"When data does not conform to the limit or threshold, you can set triggers and notifications so that the right person is made aware of a situation, and they can respond and react a lot quicker than previously. That response time can be cut right down using technology."

Water management was another essential challenge identified by Bolton and other participants in the 2021 Tailings Program. According to Bolton, there is a need not only to monitor the water within the dam, but also the water going into and out of the facility - such as water being discharged into the environment or water being reused for mineral processing.

"There have been advancements in using devices and technology to capture certain measurements, namely flow measurements, water quality measurements, and pressures within a tailings facility. There is a lot of technology available nowadays. However, is it being used extensively at present? I don't think so." Bolton said.

Other available technologies that Bolton said have not been "explored or utilized enough" include devices that can help with air quality, weather information, seismic activities, thermal activity, and other critical indicators around a dam.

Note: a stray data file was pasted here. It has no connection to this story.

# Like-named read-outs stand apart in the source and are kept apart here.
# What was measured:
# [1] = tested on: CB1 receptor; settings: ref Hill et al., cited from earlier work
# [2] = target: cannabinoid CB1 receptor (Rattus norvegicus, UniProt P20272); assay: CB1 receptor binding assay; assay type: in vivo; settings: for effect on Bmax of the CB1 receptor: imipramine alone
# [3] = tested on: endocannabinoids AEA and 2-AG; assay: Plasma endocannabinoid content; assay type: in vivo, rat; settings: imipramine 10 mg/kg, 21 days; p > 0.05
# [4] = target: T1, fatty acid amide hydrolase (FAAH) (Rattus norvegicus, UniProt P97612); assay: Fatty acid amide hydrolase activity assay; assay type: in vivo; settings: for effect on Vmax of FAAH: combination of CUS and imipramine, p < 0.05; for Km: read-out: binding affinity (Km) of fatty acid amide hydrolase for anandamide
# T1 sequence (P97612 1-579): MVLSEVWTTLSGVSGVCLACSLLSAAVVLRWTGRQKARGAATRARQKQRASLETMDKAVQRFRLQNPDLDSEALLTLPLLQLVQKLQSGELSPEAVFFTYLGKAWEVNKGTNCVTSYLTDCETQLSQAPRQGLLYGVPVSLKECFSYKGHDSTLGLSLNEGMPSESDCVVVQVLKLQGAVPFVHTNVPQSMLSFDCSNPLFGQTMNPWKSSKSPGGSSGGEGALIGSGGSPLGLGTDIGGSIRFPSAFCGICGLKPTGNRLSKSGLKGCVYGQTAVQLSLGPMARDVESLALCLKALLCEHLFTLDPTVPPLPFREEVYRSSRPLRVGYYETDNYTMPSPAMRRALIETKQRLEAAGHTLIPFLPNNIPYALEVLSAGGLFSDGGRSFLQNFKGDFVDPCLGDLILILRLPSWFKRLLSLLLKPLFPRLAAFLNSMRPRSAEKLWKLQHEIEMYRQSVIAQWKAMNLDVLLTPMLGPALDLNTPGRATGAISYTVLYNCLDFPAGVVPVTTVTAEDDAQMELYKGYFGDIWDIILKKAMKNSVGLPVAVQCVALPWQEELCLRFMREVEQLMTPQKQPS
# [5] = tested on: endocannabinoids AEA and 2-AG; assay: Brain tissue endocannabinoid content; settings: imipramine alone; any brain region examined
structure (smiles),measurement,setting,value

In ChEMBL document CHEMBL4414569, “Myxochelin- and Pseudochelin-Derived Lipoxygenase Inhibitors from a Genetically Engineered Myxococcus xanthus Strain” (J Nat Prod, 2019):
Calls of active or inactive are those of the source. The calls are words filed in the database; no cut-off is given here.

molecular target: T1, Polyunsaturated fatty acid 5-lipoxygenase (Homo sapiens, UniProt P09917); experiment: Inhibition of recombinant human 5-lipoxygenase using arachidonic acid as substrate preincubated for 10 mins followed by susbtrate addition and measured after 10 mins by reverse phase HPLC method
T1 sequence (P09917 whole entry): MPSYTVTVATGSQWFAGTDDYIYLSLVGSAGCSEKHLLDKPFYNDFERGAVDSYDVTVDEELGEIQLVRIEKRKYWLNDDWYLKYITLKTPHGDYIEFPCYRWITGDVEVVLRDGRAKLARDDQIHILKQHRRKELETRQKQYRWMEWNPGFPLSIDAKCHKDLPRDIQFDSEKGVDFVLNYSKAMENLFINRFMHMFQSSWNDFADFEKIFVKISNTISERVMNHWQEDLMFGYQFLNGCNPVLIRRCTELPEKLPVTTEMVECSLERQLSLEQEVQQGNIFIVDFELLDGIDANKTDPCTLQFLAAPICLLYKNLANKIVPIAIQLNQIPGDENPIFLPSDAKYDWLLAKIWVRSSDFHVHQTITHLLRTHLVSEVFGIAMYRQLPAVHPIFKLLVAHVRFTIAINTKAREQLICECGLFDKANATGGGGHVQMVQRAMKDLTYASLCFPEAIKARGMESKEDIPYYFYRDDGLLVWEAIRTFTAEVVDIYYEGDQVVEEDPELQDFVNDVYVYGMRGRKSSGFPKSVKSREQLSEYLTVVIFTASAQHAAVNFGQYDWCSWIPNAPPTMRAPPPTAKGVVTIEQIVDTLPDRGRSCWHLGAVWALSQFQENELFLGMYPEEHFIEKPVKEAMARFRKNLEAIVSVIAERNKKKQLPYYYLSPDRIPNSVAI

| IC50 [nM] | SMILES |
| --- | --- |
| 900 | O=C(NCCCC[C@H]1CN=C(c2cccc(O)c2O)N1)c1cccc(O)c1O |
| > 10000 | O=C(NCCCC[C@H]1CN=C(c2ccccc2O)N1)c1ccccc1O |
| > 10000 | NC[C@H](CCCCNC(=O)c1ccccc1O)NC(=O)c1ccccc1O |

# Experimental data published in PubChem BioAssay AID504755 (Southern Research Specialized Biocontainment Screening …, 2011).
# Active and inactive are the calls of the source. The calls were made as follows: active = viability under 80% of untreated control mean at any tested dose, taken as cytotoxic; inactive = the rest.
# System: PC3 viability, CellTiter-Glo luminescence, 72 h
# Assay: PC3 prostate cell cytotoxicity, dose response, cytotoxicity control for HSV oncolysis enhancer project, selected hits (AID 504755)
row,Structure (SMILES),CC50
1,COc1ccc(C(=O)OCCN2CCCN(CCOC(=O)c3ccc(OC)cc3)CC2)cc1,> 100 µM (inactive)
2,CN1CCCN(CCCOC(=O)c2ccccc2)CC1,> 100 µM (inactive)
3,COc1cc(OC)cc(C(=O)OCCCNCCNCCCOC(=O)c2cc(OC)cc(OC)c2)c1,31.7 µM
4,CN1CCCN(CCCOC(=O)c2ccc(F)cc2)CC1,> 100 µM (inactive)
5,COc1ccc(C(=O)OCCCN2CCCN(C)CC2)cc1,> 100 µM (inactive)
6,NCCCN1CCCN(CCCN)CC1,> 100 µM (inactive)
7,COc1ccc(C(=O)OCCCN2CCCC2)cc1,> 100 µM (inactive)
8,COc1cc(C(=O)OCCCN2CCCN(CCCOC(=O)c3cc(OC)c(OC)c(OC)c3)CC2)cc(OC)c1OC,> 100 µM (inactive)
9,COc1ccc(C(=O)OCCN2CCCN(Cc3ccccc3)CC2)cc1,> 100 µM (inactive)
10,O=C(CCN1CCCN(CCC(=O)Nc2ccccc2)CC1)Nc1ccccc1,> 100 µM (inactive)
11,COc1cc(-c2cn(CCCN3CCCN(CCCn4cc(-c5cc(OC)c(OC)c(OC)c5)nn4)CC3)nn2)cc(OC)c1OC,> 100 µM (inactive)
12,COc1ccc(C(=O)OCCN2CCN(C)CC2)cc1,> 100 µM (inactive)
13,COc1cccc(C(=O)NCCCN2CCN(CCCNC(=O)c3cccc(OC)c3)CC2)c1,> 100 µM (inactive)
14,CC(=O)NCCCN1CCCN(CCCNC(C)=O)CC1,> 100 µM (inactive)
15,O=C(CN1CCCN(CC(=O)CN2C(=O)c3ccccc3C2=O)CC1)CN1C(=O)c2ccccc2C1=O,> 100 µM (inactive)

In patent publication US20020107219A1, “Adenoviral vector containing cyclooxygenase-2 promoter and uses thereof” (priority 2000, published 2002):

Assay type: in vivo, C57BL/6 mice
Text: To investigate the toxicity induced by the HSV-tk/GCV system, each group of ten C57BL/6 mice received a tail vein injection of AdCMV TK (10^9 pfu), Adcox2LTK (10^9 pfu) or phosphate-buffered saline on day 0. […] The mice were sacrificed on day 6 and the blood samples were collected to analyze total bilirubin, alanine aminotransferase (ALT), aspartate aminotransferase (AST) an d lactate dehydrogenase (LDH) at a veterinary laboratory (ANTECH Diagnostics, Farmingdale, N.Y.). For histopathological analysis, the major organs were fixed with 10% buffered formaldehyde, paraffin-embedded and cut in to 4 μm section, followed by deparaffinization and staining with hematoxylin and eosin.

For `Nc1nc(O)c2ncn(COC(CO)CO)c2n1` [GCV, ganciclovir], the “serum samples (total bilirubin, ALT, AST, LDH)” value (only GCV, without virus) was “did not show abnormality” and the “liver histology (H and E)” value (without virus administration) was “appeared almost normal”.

"There's definitely technology available. It can be linked up to the Internet of Things (IoT) and provided to any third-party, or the company itself. There's a myriad of ways in which data can be managed, such as using data warehouses for example, and systems can be set up in a way so that only exceptions or certain summaries are sent to the relevant people who want to see the information."

For example, "We offer the ability to conduct your inspections and audits and capture the findings. If corrective and preventative actions are needed, we provide the capacity to notify the relevant people and track these actions until closure."